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of governors and partner at deloitte & touche. please welcome dr. christina romer, keith hennessey, and anna. [applause] >> thank you. thank you, massey, for your introduction. [inaudible] >> both dr. romer and mr. hennessy had to observation. you have someone who worked for republican president and another one who worked for democratic president to give stanford and cal. [laughter] spent they will share their views. hopefully that leads to a lot of enlightening conversation that we will have an also good questions and autistic so with that we'll start off with some of the defense of the week. we had earlier in the week and inauguration of president obama
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for a second term. getting into obama, and clearly the view, there's a lot of questions on how he is doing and what the administration is going to do, given what's happened in the last election. dr. romer, share some views given that you've worked for the president. how is the administration doing? >> so, certainly what is true is that the american economy has been through a very rough five years, and president obama has been president for four those. so it was certainly a baptism by fire in terms of what he faced coming in. you know, i think the administration has taken some incredibly important view on policy but everything from the recovery act that he played a role in helping us to turn the corner, health care reform which i think is going to be very important going forward for the health of the economy, the financial records were reform, all those things. so i think he's accomplished a
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great deal. unfortunaunfortuna tely there still a lot more to do, and i think the big issue looming, there's so many big issues. everything from immigration reform to gun control. we got a sense in his inaugural address of the two things that he definitely wants to tackle, but the one is not going to be able to of what is the fiscal situation. that we have a lot of foreseen events that have to happen between the debt ceiling at what am i going to do with the sequester, the money the government is spending that is supposed to be cut. those at issue is going to have to face and i think much more important is the very large, long run deficit that a thing all of us want our policymakers to come together and address how we're going to do with it. i think that's unfortunate will have to be front and center in the next year coming up with that. i sure hope it is. >> let's see, i think first thing just to mind ourselves out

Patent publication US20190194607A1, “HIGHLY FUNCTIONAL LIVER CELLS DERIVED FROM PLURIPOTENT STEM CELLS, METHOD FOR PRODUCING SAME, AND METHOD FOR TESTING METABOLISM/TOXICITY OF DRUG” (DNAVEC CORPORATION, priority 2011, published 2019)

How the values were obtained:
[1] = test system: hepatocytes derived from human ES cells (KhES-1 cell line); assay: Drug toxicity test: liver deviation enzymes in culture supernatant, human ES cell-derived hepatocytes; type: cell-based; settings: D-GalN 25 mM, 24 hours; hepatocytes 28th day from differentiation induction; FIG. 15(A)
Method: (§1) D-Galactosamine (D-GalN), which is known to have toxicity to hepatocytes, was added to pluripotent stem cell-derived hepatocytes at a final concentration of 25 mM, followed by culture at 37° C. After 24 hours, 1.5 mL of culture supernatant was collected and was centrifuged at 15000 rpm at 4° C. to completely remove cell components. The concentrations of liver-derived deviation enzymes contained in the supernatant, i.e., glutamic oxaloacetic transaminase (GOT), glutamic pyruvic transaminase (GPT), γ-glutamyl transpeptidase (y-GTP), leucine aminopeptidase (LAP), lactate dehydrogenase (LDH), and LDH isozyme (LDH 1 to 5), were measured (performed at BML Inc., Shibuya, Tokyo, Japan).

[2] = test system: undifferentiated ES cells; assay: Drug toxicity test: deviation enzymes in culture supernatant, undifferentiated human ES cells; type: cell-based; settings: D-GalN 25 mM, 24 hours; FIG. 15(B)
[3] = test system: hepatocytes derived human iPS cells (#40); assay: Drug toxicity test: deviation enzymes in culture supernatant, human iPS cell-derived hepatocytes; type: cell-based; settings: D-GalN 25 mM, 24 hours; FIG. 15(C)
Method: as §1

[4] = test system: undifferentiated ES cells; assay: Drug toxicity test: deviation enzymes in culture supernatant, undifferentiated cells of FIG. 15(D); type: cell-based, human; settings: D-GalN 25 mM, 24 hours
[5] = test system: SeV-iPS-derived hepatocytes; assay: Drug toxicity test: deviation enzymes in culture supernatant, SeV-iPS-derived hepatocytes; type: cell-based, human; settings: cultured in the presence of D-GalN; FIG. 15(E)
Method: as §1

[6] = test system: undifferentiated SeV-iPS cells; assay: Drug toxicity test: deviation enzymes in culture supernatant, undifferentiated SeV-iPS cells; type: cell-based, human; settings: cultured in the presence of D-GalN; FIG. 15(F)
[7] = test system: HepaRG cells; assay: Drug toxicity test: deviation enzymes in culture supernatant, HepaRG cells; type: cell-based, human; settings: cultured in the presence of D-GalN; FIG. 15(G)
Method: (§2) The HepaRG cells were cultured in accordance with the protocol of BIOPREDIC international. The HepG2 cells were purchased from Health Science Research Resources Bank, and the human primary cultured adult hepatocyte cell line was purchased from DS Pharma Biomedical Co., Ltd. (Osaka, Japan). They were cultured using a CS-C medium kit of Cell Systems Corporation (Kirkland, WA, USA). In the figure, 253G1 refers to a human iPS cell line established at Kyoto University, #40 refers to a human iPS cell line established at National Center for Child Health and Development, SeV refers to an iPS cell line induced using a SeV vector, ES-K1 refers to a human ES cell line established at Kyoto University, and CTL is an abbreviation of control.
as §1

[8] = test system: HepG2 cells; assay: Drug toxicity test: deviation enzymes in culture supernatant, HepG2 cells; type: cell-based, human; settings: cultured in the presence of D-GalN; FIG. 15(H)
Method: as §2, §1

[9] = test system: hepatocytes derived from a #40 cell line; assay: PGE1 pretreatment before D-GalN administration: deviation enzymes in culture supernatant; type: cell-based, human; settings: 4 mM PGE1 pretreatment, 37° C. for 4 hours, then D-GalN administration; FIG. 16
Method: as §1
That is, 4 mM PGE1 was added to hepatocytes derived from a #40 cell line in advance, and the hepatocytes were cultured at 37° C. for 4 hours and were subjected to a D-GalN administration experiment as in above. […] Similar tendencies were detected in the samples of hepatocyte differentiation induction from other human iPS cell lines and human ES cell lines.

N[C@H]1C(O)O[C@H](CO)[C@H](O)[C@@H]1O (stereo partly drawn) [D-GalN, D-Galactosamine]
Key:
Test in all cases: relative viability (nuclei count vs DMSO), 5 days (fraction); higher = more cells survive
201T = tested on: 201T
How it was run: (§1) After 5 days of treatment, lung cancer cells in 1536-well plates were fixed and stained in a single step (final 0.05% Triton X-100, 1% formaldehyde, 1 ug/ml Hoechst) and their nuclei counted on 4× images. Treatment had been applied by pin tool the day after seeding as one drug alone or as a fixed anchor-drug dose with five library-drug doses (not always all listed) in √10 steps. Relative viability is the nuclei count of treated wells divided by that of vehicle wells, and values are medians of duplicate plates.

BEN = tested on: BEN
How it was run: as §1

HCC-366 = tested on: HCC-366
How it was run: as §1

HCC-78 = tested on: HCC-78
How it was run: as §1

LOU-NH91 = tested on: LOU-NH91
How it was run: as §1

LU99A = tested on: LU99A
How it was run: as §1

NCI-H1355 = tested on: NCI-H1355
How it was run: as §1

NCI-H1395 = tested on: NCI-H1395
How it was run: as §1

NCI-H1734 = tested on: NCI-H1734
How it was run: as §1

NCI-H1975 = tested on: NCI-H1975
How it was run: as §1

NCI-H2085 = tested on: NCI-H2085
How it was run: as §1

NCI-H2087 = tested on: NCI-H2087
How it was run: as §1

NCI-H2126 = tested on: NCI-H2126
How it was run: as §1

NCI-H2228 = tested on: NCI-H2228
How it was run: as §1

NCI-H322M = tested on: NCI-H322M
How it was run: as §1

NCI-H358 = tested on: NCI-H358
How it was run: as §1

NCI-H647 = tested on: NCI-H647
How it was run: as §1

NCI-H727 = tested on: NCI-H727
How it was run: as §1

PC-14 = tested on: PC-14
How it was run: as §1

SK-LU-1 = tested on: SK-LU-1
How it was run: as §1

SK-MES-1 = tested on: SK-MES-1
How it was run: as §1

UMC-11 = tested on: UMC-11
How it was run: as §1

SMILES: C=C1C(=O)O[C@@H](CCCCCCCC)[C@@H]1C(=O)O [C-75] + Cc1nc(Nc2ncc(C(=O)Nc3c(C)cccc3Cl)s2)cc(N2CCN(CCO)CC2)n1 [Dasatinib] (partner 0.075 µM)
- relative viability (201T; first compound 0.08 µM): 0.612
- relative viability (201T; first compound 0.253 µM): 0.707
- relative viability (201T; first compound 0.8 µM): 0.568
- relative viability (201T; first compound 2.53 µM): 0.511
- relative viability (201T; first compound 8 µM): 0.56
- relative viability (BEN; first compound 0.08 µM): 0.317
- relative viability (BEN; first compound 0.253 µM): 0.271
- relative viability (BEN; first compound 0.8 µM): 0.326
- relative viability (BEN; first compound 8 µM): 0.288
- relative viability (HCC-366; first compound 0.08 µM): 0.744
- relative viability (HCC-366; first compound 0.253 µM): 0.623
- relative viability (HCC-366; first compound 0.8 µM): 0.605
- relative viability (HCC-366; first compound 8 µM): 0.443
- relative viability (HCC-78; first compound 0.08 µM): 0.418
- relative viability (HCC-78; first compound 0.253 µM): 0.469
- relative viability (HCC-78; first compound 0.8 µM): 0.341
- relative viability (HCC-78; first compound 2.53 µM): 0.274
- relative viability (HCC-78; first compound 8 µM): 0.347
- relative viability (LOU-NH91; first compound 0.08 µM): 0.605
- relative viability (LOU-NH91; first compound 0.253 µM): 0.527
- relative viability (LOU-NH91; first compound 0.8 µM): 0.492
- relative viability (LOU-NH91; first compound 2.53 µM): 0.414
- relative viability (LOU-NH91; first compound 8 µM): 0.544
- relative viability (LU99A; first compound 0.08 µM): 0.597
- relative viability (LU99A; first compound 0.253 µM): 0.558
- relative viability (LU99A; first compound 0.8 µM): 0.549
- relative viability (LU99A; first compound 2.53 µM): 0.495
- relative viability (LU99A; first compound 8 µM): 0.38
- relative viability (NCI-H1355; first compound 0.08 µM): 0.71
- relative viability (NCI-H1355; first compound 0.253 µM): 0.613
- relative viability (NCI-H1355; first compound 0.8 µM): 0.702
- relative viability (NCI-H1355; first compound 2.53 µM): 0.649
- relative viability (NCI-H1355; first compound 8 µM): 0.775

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is that the impact of it president on the short-term macro economy is almost always exaggerated. presidents can have a big impact on the economy in the medium term and long run, largely -- and while the fed has cut aid to help they can should have a much bigger short-term effect, we immediately looked to the white house and said what are you going to be about the economy right now? dr. romer and i would have to go on tv and there is points and talk about the job supports and what would happen over the course of the next month and the thing that is so frustrating note in fact not much that you were doing action has a direct result what will happen over the course of the next month. i think it is interesting how the debate has shifted. four years ago to talk about the economy, it was entirely about the short-term situation. now the economy is still hurting. it is growing slowly but it is clearly a heck of a lot healthier than it was four years ago.
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and yet none of the discussion is about the short-term macro picture. it's entirely about the medium-term fiscal picture. and, unfortunately, i don't see us making any significant progress on that. frankly, anytime in the next two years but i think they are out of scale and i think it's sort of going to be ugly arguments that little progress will be coming. >> let me jump in for a second. you said you wanted us to debate. [laughter] i don't think the focus is all change to the medium-term deficit in fact the reason i think it's sort front and center is precisely because it has to be part of the discussion on jobs i do think the president cares deeply about the fact that we still have an unemployment rate just slightly below 80%, that is an unbelievable tragedy. i think realistically if you're going to do more infrastructure